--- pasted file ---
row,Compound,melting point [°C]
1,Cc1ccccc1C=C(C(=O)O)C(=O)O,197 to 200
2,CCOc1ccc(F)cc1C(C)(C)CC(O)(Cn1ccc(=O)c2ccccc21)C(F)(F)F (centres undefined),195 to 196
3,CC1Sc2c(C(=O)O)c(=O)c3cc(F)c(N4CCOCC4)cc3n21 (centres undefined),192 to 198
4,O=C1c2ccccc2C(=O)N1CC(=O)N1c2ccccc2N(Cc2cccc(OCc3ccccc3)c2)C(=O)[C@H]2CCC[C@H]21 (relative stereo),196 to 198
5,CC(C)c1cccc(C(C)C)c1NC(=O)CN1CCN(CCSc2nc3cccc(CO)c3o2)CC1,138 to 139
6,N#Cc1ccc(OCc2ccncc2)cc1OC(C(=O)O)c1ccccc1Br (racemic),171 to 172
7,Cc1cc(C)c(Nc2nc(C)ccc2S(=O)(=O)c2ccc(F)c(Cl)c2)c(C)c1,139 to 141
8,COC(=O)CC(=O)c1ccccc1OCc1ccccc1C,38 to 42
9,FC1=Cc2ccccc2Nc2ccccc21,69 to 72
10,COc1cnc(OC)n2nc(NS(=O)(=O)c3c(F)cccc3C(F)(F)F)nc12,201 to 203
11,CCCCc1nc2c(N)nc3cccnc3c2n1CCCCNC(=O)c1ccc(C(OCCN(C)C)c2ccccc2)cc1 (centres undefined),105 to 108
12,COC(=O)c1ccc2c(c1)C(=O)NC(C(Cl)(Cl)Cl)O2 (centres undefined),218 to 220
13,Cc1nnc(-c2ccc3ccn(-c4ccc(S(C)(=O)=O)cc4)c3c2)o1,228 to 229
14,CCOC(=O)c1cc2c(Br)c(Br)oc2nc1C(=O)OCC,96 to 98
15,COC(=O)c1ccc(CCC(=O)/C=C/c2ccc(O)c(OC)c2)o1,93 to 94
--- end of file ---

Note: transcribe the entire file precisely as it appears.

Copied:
row,Compound,melting point [°C]
1,Cc1ccccc1C=C(C(=O)O)C(=O)O,197 to 200
2,CCOc1ccc(F)cc1C(C)(C)CC(O)(Cn1ccc(=O)c2ccccc21)C(F)(F)F (centres undefined),195 to 196
3,CC1Sc2c(C(=O)O)c(=O)c3cc(F)c(N4CCOCC4)cc3n21 (centres undefined),192 to 198
4,O=C1c2ccccc2C(=O)N1CC(=O)N1c2ccccc2N(Cc2cccc(OCc3ccccc3)c2)C(=O)[C@H]2CCC[C@H]21 (relative stereo),196 to 198
5,CC(C)c1cccc(C(C)C)c1NC(=O)CN1CCN(CCSc2nc3cccc(CO)c3o2)CC1,138 to 139
6,N#Cc1ccc(OCc2ccncc2)cc1OC(C(=O)O)c1ccccc1Br (racemic),171 to 172
7,Cc1cc(C)c(Nc2nc(C)ccc2S(=O)(=O)c2ccc(F)c(Cl)c2)c(C)c1,139 to 141
8,COC(=O)CC(=O)c1ccccc1OCc1ccccc1C,38 to 42
9,FC1=Cc2ccccc2Nc2ccccc21,69 to 72
10,COc1cnc(OC)n2nc(NS(=O)(=O)c3c(F)cccc3C(F)(F)F)nc12,201 to 203
11,CCCCc1nc2c(N)nc3cccnc3c2n1CCCCNC(=O)c1ccc(C(OCCN(C)C)c2ccccc2)cc1 (centres undefined),105 to 108
12,COC(=O)c1ccc2c(c1)C(=O)NC(C(Cl)(Cl)Cl)O2 (centres undefined),218 to 220
13,Cc1nnc(-c2ccc3ccn(-c4ccc(S(C)(=O)=O)cc4)c3c2)o1,228 to 229
14,CCOC(=O)c1cc2c(Br)c(Br)oc2nc1C(=O)OCC,96 to 98
15,COC(=O)c1ccc(CCC(=O)/C=C/c2ccc(O)c(OC)c2)o1,93 to 94